You have been asked to give a presentation at an online training session for employees who are
now working from home. The subject of this training session is: Access Controls and Why They Matter.
Background: Access controls are security features that are usually considered the first line of defense in asset
protection. They are used to dictate how subjects access objects, and their main goal is to protect the objects
from unauthorized access. Access control models are frameworks that use access controls to enforce the rules
and objectives of the model (e.g. MAC, DAC, RBAC).
For this training, you should focus on the need to use Access Controls to protect corporate assets and data
which are accessible via equipment and networks within the Work From Home setting. In your talking points
you should also consider and address the frustrations that employees may feel when they encounter access
controls that are not set up to allow the same type of “inside” access as employees had when working on
company equipment inside company networks. (Explain why “turning off” access controls is not an acceptable
solution to remote access to internal networks and resources.) Finally, address some potential “insider threats”
which may exist in the Work From Home environment that need the countermeasures provided by access
controls. Such threats could include the actions of others residing in the home who have access to the
employee’s laptops or who use the same networks and network connections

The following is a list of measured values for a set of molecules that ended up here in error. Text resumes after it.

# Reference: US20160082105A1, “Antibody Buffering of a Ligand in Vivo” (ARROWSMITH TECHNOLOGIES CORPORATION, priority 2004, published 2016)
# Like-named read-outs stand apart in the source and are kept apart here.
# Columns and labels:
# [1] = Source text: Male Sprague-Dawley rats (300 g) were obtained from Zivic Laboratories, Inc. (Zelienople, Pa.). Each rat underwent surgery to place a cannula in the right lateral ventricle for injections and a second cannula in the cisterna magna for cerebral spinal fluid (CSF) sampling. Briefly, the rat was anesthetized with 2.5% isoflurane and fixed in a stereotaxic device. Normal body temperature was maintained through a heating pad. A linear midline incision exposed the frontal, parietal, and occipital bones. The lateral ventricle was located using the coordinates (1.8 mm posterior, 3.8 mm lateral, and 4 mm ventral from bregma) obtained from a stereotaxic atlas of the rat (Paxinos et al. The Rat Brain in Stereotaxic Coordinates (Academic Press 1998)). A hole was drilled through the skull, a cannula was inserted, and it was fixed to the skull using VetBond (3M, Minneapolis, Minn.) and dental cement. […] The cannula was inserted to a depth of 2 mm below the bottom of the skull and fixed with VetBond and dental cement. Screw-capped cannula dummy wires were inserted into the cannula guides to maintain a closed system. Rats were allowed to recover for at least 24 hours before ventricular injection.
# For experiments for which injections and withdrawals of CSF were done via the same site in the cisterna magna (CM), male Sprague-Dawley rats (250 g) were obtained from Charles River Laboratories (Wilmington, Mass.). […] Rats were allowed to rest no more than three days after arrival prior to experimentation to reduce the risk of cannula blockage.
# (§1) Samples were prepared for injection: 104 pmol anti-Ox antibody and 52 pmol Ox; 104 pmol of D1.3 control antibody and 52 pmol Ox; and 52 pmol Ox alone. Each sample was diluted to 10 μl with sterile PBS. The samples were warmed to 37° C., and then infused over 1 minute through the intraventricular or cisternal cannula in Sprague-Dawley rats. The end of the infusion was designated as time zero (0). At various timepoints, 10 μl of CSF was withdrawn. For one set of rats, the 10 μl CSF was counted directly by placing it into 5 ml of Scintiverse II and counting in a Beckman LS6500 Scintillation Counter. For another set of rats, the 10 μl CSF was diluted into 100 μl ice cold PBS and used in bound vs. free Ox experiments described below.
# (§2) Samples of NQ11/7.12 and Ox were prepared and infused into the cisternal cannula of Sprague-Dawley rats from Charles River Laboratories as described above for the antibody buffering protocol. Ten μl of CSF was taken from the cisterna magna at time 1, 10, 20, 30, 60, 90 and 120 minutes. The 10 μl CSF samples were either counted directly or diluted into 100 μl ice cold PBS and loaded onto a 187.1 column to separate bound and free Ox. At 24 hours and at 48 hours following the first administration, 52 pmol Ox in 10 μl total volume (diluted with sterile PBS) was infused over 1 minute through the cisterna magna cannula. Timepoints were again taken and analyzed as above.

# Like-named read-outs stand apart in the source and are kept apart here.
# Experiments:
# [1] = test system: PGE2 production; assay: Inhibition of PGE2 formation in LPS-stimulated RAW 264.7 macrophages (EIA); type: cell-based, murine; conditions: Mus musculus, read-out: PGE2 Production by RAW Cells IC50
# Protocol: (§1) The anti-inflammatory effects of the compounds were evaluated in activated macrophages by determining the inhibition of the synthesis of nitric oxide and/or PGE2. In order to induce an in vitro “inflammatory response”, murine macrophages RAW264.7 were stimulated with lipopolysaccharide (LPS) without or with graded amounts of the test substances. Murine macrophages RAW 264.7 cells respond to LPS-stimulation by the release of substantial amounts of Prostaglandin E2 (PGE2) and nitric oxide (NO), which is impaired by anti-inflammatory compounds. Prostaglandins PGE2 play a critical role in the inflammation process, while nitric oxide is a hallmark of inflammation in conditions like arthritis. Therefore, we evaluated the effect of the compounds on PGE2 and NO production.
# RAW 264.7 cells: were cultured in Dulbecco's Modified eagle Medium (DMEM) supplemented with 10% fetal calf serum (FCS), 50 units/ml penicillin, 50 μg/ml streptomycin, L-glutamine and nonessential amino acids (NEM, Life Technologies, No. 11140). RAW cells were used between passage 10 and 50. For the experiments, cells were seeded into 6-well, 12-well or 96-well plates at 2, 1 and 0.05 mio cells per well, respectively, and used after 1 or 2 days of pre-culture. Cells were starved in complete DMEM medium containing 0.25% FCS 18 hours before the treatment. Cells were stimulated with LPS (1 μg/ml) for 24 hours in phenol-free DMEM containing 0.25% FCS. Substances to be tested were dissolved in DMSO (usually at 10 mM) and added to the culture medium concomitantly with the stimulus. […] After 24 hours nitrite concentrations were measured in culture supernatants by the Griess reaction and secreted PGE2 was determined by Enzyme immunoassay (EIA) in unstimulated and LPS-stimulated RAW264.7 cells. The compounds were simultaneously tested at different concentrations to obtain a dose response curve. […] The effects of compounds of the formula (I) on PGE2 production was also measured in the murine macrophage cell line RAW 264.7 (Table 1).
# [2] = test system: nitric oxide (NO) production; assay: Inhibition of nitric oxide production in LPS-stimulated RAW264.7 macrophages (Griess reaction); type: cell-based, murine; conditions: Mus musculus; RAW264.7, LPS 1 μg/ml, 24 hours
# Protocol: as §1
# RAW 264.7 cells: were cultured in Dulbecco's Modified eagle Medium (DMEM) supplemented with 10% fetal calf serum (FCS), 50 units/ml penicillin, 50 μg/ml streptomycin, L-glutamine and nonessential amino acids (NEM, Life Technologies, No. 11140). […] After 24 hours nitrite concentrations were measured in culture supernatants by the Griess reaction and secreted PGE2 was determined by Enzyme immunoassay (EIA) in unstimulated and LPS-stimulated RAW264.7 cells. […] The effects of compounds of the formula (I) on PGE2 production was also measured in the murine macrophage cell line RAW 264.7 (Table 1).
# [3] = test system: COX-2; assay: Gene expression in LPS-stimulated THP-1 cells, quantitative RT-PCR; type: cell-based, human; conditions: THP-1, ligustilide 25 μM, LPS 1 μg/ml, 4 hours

kimming has become another way of trying to obtain knowledge. Author Nicholas Carr states, “We’ve always skimmed newspapers more than we’ve read them, and we routinely run our eyes over books and magazines to get the gist of a piece of writing and decide whether it warrants more thorough reading.”Skimming does not allow the brain to receive all the details from a text, only the main portions. The brain needs to read an entire text to actually receive complete knowledge and encode the information into long-term memory. In conclusion, due to excessive skimming people are less likely to remember what they read. When memorizing facts, there are too many to remember. Thus, the focus is not on trying to understand all the facts but trying to remember them all. When multiple memories come to mind at once, they immediately lock into a fierce competition with each other. Memories then fight to be remembered more than the other. “When these memories are tightly competing for our attention the brain steps in and actually modifies those memories,” says Jarrod Lewis-Peacock, a neuroscientist at UT Austin. Once the brain crowns the winner and loser the memory that wins is then strengthens and the loser is weakened and then eventually forgotten about. Many equate ‘to know’ with ‘to understand’. However, ‘knowing’ something is not the same as ‘understanding’ something. In the allegory of the cave, the prisoners watch the stories that shadows play out, and because the shadows were all they ever got to see, they believed them to be the most real things in the world. But, because they’ve never experienced anything other than the shadows they did not understand that the shadows were just figures of what was really there. Not having an understanding of the outside world caused many difficulties in their society, leading to death. Many also believe that having access to more information produces more knowledge, which will result in more wisdom. In the essay “Wisdom in the Age of Information and the Importance of Storytelling in Making Sense of the World” Maria Popova states, “We believe that having access to more information produces more knowledge, which results in more wisdom. But, if anything, the oppo>GET ANSWER